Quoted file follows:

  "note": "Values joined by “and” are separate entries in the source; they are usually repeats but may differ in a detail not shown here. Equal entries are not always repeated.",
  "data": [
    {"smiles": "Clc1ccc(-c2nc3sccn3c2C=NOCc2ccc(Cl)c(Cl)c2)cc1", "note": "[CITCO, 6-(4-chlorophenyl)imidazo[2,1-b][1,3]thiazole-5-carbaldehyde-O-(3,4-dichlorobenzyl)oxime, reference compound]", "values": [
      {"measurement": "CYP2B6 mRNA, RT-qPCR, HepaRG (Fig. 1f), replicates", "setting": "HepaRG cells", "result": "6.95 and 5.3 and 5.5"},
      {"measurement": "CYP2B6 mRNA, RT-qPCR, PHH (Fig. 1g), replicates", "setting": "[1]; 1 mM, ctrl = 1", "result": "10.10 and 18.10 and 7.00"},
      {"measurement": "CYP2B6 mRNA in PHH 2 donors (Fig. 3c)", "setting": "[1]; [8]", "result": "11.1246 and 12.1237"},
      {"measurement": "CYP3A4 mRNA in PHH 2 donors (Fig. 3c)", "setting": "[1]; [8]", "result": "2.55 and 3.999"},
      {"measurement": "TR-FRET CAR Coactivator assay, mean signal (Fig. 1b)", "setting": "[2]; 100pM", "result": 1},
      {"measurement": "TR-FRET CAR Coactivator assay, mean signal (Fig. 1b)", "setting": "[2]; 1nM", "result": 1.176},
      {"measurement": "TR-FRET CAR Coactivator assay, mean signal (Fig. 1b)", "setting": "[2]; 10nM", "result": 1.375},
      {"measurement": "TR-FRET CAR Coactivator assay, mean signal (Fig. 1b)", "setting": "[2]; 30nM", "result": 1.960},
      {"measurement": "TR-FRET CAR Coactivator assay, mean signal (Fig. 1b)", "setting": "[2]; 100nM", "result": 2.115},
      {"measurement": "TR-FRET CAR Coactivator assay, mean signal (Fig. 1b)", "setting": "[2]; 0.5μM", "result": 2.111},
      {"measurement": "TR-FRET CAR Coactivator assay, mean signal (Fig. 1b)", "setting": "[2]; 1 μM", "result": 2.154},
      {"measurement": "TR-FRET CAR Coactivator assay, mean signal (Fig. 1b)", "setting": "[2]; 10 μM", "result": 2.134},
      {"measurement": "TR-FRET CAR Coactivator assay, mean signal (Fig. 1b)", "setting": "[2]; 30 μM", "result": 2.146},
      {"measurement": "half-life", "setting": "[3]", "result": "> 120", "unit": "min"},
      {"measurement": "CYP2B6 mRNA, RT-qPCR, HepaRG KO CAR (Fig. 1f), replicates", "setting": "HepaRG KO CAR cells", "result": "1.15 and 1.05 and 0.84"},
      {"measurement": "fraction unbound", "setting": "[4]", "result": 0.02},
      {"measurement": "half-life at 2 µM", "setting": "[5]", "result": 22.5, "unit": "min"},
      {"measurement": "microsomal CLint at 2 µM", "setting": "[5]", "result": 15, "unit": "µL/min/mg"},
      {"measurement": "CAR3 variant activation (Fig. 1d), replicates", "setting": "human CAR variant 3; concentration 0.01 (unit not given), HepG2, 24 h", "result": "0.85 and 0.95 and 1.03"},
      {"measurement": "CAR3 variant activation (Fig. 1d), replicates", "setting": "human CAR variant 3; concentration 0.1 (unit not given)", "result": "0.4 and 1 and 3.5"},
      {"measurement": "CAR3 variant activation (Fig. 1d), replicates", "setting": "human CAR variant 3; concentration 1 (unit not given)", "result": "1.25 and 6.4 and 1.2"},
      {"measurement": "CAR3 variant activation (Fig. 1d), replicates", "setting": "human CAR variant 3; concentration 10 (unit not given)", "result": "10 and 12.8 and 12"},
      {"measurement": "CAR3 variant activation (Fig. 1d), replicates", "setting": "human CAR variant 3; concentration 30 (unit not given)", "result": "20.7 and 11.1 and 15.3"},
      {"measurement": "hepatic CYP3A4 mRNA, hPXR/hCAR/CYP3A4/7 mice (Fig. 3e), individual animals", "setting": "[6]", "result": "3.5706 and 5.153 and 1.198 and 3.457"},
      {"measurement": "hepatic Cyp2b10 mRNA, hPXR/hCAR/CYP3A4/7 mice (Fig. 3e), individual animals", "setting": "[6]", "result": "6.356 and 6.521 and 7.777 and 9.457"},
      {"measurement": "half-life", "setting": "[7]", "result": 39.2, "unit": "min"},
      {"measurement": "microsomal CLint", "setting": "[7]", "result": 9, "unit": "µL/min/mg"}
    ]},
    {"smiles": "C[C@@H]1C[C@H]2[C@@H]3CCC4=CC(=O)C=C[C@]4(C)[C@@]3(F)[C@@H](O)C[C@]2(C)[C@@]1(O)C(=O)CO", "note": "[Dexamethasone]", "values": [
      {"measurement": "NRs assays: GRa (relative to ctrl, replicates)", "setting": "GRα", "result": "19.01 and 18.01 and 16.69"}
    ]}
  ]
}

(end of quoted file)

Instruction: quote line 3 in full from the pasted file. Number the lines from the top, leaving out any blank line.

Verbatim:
    {"smiles": "Clc1ccc(-c2nc3sccn3c2C=NOCc2ccc(Cl)c(Cl)c2)cc1", "note": "[CITCO, 6-(4-chlorophenyl)imidazo[2,1-b][1,3]thiazole-5-carbaldehyde-O-(3,4-dichlorobenzyl)oxime, reference compound]", "values": [